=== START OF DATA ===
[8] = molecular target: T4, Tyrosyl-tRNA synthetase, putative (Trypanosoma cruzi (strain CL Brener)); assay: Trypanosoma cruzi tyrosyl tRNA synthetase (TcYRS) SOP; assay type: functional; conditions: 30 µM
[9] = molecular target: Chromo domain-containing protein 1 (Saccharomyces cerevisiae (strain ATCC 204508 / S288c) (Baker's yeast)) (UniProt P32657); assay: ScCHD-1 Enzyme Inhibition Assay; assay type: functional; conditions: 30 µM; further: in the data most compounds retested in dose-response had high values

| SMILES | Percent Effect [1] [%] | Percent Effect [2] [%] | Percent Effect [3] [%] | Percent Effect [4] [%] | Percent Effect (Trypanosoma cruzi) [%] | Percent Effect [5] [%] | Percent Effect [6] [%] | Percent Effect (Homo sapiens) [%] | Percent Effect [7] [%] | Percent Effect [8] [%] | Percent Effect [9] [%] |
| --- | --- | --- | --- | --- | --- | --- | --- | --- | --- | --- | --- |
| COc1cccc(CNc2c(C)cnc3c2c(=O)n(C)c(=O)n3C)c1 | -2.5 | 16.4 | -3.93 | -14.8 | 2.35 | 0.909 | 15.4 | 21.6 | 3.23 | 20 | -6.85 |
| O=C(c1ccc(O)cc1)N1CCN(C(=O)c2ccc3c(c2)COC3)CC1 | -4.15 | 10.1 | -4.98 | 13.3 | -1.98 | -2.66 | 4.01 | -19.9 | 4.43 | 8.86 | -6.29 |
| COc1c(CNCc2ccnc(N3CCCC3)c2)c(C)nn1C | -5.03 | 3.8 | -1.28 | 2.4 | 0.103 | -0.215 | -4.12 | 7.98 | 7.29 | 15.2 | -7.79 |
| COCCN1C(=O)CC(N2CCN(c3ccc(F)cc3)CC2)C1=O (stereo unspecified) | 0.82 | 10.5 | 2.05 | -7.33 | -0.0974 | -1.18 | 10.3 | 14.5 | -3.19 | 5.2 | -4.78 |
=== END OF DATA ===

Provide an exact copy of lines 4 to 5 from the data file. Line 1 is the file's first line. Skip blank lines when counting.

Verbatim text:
| --- | --- | --- | --- | --- | --- | --- | --- | --- | --- | --- | --- |
| COc1cccc(CNc2c(C)cnc3c2c(=O)n(C)c(=O)n3C)c1 | -2.5 | 16.4 | -3.93 | -14.8 | 2.35 | 0.909 | 15.4 | 21.6 | 3.23 | 20 | -6.85 |